How an Australian-born grassroots movement won the Nobel Peace Prize

The International Campaign to Abolish Nuclear Weapons, now based in Geneva, is a coalition of grassroots non-government groups in 100 countries and has fought for a global treaty banning nuclear weapons. It is the first Australian Nobel Laureat for Peace, recognised for it “groundbreaking efforts to achieve a treaty-based prohibition”.

In July this year 122 countries signed a UN treaty on the prohibition of nuclear weapons, the first legally binding international agreement to prohibit nuclear weapons. But the signatories do not include any of the nuclear powers, nor many of their close allies.

This was replicated at the award ceremony in Norway on Sunday in what was described an “ambassador boycott“. Russia was the only declared nuclear power with a top diplomat present.

“Australia claims to be committed to a world without nuclear weapons and here’s an Australian-born campaign that has won the Nobel peace prize for the fight against nuclear weapons; it seems a bit silly that they can’t even congratulate us,” Fihn said.

Australia has refused to support the ban treaty and prefers to rely on the protection of the United States nuclear umbrella and the nuclear nonproliferation treaty.

ABC presenter savaged for ‘disrespecting Anzacs’

ABC presenter Yassmin Abdel-Magied has been savaged on social media after suggesting Australians should spare a thought for those on Manus Island and in Syria instead of the Anzacs.

While the 26-year-old author may have hoped her apology would be taken for what it was, Abdel-Magied found herself the target of venomous, racist abuse.

What do many lone attackers have in common? Domestic violence

[D]esperate profiling plays to people’s desire to believe we should be able to spot terrorists. But while rent-a-gobs flail around naming and shaming Kent and drunk teenagers, it is telling how rarely one feature common to many “lone wolf” attackers is called out: a history of domestic abuse.

Domestic violence is frequently a way for male abusers to try to impose so-called traditional gender roles on their female partner – beating them when the laundry isn’t done, telling them what to wear – using violence to validate their own feelings of insecurity. So it is almost inevitable that these men would then be attracted to belief systems – whether it’s Isis, evangelical Christianity or the fundamentalist version of pretty much any major religion – that advocate wildly restrictive attitudes towards gender and endorse patriarchal systems which encourage men to punish women for their own failings.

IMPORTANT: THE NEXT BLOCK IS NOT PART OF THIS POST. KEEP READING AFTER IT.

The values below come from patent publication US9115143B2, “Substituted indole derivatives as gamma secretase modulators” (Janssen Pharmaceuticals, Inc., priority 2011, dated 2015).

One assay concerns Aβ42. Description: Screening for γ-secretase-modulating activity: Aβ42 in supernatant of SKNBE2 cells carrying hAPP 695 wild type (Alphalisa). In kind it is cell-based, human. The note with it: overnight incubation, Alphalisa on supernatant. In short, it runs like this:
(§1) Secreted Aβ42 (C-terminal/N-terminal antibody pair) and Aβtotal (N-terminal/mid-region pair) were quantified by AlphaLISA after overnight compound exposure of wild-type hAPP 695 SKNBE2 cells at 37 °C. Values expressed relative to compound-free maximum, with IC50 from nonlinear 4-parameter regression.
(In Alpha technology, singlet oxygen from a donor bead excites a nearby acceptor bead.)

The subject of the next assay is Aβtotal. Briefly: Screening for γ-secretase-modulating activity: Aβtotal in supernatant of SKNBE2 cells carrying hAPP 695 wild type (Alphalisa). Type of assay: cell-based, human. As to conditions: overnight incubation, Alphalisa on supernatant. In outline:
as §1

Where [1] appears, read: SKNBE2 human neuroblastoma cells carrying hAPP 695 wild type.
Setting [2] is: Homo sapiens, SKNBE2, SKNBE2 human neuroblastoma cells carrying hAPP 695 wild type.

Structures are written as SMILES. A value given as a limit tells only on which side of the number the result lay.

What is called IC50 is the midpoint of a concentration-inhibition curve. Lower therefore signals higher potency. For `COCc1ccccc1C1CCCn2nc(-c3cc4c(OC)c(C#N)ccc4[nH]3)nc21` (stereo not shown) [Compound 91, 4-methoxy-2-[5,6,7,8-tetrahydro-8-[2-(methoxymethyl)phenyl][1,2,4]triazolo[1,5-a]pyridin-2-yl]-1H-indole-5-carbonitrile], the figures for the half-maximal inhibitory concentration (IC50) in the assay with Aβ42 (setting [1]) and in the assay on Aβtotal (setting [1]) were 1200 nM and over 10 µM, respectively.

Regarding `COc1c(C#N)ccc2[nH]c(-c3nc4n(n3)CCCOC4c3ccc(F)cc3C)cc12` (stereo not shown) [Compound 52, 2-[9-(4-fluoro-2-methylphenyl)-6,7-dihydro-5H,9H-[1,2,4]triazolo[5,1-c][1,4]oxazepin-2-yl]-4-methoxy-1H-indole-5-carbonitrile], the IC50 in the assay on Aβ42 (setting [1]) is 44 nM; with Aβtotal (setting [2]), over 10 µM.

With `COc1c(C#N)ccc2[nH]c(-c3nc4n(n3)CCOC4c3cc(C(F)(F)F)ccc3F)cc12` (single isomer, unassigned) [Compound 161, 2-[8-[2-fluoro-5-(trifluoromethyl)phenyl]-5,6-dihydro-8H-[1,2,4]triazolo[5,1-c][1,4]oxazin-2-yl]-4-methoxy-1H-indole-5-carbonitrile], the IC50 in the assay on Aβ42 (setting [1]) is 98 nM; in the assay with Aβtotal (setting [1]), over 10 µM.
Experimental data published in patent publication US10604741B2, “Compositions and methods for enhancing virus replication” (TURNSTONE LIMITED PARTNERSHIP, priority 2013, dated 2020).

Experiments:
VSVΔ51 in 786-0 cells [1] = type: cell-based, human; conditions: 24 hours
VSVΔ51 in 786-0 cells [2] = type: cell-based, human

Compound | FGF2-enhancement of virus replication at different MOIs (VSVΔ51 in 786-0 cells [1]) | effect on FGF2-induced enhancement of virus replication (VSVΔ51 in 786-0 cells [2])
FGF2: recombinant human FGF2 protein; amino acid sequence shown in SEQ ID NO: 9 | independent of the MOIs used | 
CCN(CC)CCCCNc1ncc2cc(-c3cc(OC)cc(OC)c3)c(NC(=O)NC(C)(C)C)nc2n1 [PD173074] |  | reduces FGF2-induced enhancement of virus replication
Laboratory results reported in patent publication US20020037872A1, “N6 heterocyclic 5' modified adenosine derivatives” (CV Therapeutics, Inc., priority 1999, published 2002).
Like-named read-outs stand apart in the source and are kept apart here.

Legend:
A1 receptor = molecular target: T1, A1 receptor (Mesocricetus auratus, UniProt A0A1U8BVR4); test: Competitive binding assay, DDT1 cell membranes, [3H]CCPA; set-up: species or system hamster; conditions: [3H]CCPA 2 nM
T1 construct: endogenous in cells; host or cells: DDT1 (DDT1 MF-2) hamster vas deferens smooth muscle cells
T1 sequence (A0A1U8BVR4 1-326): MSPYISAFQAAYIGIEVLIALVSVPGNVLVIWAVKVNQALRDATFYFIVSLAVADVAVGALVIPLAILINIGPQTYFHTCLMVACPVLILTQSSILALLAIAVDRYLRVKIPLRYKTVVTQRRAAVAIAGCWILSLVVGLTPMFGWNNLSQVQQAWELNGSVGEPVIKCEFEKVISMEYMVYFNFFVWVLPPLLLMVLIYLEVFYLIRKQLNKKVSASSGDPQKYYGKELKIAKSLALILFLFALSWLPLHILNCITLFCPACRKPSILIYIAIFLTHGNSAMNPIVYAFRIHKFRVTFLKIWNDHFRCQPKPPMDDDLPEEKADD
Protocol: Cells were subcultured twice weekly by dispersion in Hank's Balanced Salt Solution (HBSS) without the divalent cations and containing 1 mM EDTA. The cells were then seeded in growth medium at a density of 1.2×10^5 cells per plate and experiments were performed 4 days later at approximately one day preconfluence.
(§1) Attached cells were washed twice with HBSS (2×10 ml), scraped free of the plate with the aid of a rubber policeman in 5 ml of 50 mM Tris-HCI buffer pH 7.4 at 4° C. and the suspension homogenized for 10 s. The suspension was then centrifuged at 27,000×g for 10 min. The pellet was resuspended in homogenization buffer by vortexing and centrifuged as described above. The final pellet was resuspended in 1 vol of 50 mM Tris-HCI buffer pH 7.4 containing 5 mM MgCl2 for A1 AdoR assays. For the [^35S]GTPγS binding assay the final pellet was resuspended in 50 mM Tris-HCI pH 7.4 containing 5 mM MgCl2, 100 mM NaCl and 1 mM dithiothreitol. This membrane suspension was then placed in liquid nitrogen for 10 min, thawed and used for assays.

The problem isn’t Islam, or a perverted interpretation of Islam, but rather a perversion of frustrated masculinity. After all, 98% of mass killings are perpetrated by men, and many of the attackers discuss women in proprietorial terms.

And yet this is almost never discussed, because there is no political capital to be gained by suggesting warped masculinity might be more to blame than Muslims. After all, domestic violence is a problem that spans cultures, and if President Trump were to try to ban men accused of domestic violence from entering America instead of Muslims, he would lose some major figures in his own White House.

Don’t let feminism get hijacked for racist ends

While we all celebrate International Women’s Day in different ways, there’s one under-discussed issue I hope all of us will take up – the way racist policies across the globe are being enacted under the guise of protecting women.

Stoking racial hatred by invoking the protection of women – white women, in particular – is nothing new in the United States, of course. The fear of rape has historically been used to justify horrific violence against American black men